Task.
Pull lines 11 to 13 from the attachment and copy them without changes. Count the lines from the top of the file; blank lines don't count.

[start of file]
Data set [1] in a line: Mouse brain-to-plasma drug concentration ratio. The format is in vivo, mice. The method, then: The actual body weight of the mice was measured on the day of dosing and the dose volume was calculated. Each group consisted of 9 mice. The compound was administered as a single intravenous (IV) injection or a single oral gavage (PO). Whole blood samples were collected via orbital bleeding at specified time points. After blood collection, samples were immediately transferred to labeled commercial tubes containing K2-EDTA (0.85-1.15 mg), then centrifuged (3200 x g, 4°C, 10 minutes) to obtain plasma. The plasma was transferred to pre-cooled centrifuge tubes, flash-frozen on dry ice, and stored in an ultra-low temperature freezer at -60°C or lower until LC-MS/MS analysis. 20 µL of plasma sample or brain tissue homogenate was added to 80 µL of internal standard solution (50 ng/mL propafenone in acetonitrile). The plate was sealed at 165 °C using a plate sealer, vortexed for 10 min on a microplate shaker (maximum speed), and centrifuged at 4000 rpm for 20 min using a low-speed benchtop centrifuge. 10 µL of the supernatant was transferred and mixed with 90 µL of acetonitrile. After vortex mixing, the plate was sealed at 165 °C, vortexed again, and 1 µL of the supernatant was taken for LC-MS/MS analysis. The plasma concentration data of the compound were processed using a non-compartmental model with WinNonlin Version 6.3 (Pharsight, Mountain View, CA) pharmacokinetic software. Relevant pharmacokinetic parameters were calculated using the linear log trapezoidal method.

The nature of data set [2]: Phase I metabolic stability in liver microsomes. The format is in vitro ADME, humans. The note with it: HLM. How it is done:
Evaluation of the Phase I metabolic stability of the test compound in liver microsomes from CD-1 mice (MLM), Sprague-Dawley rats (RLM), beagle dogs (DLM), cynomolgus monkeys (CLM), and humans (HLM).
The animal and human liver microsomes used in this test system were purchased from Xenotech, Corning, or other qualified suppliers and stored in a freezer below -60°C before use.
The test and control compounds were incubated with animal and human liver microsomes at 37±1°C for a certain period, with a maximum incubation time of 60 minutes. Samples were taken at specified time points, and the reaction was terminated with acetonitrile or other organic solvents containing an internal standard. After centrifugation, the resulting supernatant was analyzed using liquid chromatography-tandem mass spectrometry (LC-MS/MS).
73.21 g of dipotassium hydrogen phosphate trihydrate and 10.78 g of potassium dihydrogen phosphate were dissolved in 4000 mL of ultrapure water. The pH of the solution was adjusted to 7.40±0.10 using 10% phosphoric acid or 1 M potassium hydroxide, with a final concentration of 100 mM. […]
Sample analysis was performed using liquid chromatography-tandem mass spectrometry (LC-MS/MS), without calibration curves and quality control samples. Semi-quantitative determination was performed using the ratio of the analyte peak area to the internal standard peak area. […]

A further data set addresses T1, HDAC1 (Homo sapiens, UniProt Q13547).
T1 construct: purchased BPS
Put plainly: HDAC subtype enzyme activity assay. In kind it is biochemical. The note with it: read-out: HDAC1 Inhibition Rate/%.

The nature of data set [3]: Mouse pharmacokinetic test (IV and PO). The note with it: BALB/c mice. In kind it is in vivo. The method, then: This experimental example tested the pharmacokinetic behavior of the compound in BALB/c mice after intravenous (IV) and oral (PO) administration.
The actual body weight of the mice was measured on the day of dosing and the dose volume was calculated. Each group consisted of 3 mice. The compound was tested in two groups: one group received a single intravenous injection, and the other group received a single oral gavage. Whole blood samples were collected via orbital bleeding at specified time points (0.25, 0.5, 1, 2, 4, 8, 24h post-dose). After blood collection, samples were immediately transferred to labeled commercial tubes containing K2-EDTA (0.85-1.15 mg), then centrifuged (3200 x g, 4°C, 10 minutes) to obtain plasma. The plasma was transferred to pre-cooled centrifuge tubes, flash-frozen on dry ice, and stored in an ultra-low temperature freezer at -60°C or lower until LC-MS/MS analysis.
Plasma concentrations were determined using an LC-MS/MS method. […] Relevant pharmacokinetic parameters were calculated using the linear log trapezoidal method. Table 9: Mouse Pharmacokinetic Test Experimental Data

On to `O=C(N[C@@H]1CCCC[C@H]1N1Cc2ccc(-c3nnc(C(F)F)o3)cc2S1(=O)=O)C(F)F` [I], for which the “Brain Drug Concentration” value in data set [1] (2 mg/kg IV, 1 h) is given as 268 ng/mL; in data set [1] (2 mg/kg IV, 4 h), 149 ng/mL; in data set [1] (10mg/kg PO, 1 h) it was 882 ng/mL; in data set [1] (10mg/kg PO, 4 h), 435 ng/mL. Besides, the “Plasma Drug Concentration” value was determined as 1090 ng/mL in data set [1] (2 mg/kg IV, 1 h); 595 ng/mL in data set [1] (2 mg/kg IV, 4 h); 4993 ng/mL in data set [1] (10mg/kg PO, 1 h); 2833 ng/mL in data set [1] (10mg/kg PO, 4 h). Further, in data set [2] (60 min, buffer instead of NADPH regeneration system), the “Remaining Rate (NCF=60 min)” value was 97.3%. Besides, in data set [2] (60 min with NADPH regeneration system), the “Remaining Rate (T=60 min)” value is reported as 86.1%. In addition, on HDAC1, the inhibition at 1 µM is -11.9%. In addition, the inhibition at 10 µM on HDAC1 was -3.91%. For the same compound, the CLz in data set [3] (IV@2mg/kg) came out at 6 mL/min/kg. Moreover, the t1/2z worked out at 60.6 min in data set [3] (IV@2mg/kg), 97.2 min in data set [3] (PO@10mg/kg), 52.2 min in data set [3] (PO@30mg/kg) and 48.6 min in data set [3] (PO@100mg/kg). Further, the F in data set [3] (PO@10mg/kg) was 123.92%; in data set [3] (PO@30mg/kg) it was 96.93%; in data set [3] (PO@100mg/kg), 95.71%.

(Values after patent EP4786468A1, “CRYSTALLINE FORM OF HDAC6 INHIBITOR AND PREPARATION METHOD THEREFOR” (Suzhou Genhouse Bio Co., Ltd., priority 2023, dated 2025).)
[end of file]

The nature of data set [3]: Mouse pharmacokinetic test (IV and PO). The note with it: BALB/c mice. In kind it is in vivo. The method, then: This experimental example tested the pharmacokinetic behavior of the compound in BALB/c mice after intravenous (IV) and oral (PO) administration.
The actual body weight of the mice was measured on the day of dosing and the dose volume was calculated. Each group consisted of 3 mice. The compound was tested in two groups: one group received a single intravenous injection, and the other group received a single oral gavage. Whole blood samples were collected via orbital bleeding at specified time points (0.25, 0.5, 1, 2, 4, 8, 24h post-dose). After blood collection, samples were immediately transferred to labeled commercial tubes containing K2-EDTA (0.85-1.15 mg), then centrifuged (3200 x g, 4°C, 10 minutes) to obtain plasma. The plasma was transferred to pre-cooled centrifuge tubes, flash-frozen on dry ice, and stored in an ultra-low temperature freezer at -60°C or lower until LC-MS/MS analysis.
Plasma concentrations were determined using an LC-MS/MS method. […] Relevant pharmacokinetic parameters were calculated using the linear log trapezoidal method. Table 9: Mouse Pharmacokinetic Test Experimental Data